Kenyans to enjoy reduced electricity tariff by 33 pc in December

kenya power kplc

The Ministry of Energy has put in place a detailed plan for reforms that will see the energy sector provide the citizenry with electricity that is accessible and affordable for both domestic and industrial use.

The Cabinet Secretary for Energy Amb. Dr. Monica Juma said the Government, through the Ministry of Energy is reviewing ways of generating energy that is of low cost and reducing tariffs for industries and domestic consumers while protecting the environment.

She said energy is a critical enabler to the government’s ‘Big Four’ Agenda, a need that has made the government to focus on addressing all the challenges facing the sector and in particular, boosting the Kenya Power and Lighting Company (KPLC), to enable it provide effective services.

The CS was who was in the company of the Principal Secretary (PS) for Energy Major General (Rtd), Dr. Gordon Kihalangwa, was speaking at a Nairobi hotel, today, during a meeting with the members of the Kenya Editors Guild, to enlighten them on the strategies the Ministry of Energy is undertaking to revamp the sector.

She said due to the outcry from consumers, businesses and individual Kenyans regarding the high cost of power supplied by KPLC which they compared to the cost in the neighboring countries, the government has commenced the necessary reforms to the energy sector and KPLC.

 “Our focus will be to deliver on the reduction of tariff by 33 percent by 23rd of December 2021 and to review and renegotiate the terms of Power Purchase Agreement (PPA),” said Juma.

The CS said the Taskforce appointed by the President to Review Power Purchase Agreements (PPAs) to pursue the reduction in the cost of power to boost the growth of Kenyans and the country’s prosperity completed its task and raised questions on the payment of tariffs to Independent Power Producers (IPPs), their procurement process and the nature of their contractual terms and their style of operation.

According to the Taskforce Report IPPS accounted for 47 percent of power procurements cost in Financial Year 2020, but only accounted for 25 percent of power volumes, whilst KenGen accounted for 48 percent of costs and 72 percent of volumes.

“The Report also showed that tariffs paid to certain IPPs were higher than what is charged by KenGen for comparable plant technologies in the same locality,” stated Dr. Monica.

Regarding the findings, the CS announced that the government and KPLC will discuss with respective IPPs on the concerns in order to renegotiate and/or terminate PPAs found to have material breaches, adding that a number of IPPs and stakeholders have already approached the Ministry and expressed interest for discussions.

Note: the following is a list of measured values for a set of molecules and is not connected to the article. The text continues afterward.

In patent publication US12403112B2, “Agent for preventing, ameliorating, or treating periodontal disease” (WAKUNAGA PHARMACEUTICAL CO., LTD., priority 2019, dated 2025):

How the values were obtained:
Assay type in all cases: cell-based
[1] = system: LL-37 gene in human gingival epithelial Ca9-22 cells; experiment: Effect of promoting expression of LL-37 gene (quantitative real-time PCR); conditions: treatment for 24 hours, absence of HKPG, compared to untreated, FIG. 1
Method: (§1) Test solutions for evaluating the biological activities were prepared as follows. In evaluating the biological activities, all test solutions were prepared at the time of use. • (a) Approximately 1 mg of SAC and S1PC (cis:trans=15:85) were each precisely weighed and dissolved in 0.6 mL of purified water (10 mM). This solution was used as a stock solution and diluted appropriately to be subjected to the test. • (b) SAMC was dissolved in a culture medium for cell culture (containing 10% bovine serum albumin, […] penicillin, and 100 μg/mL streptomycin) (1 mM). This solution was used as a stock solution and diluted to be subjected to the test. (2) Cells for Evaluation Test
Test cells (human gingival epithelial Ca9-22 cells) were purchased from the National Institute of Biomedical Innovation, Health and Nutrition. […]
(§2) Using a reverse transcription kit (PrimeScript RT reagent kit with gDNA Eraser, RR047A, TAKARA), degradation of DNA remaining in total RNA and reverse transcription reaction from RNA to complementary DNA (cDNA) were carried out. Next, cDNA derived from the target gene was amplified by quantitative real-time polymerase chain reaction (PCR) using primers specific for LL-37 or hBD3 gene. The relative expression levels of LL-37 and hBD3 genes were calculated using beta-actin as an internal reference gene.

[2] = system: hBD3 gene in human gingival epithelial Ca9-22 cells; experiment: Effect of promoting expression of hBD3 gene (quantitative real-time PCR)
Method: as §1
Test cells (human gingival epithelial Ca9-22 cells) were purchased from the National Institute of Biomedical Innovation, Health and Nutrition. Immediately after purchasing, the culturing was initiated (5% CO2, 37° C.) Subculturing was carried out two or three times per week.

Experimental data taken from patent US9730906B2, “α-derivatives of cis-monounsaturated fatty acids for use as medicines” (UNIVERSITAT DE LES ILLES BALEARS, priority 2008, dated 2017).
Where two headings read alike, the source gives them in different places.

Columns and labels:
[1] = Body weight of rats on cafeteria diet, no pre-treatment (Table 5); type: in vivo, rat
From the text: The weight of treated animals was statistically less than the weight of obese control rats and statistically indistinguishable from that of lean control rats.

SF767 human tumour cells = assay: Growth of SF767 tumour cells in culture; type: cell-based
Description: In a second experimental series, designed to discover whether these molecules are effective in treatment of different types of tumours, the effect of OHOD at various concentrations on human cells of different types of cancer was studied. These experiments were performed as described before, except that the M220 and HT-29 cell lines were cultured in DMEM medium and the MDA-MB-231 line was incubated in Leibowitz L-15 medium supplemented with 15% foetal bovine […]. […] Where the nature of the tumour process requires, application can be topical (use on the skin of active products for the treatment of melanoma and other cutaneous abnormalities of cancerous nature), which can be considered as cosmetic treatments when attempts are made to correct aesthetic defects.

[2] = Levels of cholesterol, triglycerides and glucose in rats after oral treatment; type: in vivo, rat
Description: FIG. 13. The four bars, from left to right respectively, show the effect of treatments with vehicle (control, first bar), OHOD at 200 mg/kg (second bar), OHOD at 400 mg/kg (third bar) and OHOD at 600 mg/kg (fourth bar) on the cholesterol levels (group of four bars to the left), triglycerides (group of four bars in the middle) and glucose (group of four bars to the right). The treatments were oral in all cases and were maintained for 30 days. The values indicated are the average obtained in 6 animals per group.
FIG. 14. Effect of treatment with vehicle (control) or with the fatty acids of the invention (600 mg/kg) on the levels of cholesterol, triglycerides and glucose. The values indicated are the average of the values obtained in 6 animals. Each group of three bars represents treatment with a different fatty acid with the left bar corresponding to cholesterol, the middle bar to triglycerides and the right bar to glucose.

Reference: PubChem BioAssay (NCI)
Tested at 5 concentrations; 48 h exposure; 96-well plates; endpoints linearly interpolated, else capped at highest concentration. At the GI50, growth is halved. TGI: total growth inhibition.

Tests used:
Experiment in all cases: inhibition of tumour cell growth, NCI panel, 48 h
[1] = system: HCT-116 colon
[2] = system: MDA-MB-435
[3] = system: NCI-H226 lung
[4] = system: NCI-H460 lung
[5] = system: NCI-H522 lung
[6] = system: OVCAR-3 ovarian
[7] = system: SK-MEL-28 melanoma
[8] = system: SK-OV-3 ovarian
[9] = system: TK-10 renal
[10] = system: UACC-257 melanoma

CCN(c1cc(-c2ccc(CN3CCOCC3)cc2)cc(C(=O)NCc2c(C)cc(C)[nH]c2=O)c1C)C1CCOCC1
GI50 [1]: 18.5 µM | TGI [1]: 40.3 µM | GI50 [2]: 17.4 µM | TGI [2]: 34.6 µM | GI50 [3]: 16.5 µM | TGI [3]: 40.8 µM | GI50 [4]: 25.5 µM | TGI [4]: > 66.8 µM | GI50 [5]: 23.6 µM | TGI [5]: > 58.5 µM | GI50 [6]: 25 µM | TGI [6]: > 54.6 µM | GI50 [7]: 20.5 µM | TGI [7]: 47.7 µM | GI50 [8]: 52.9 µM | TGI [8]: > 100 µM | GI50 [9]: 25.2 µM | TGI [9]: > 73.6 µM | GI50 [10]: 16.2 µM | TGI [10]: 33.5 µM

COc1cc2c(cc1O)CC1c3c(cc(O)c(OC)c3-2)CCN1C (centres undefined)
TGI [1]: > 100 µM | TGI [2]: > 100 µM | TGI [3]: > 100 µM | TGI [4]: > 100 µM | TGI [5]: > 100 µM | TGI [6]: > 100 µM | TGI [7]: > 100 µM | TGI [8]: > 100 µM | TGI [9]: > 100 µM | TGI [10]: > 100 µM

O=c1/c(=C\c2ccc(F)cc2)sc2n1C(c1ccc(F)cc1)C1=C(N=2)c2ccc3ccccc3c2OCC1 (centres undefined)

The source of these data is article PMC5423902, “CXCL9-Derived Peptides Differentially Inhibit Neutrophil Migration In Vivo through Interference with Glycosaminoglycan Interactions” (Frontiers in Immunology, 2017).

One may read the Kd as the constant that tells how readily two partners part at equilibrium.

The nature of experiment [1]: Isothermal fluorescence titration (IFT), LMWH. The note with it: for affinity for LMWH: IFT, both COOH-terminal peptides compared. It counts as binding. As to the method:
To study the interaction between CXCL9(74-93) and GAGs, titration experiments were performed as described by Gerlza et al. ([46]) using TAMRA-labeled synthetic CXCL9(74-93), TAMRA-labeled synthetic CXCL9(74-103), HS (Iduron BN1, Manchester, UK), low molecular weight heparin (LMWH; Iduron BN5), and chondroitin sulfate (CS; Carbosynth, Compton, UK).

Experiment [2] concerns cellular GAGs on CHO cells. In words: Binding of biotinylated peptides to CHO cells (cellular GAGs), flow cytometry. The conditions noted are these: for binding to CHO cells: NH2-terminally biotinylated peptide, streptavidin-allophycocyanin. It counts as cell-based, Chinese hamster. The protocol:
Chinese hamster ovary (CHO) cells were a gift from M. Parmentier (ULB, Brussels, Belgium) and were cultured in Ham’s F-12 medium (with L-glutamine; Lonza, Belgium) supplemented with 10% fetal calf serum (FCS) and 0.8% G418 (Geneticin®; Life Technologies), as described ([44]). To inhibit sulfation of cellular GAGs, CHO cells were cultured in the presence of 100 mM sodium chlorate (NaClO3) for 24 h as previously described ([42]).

She added that the government is determined to address the challenges so that Kenyan consumers and businesses can have access to safe, affordable and reliable power, while delivering to investors and lenders a fair, equable and sustainable return for their investment.

“The negotiations and termination will be undertaken within the stipulations of the respective contracts, adhering to contractual obligations and provisions within the confines of the law, but most importantly, responding to the national interest of this nation,” stressed Juma.

Some of the recommendations by the Taskforce include an immediate review of all prevailing generating tariffs for the different technologies benchmarked against global tariffs, with the aim of unbundling of the transmission and distribution tariff for transparency in the supply of electricity and ensure cost recovery in line with the principle of prudently incurred costs.

She at the same time announced that the recommendations can only be achieved when organizational structure, procurement, management of systems and technical losses, governance and financial restructuring reforms are undertaken at KPLC.

 “KPLC will henceforth be expected to exercise diligence in the generation mix for the country, as dispatch of power will be advised by accurate forecasts and available capacity which will deliver the lowest cost tariff,” the CS stressed.

The Principal Secretary for Energy said the Ministry has already acquired 350,000 electricity meters for installation across the country.

He said the Ministry is working on the leakages and assured the citizenry that power outages will always be addressed promptly, adding that delays in addressing power interruptions have led to loss of revenue.

“All regional heads have been instructed on what to do to ensure power outages are a thing of the past,” said Dr. Kihalangwa.

  

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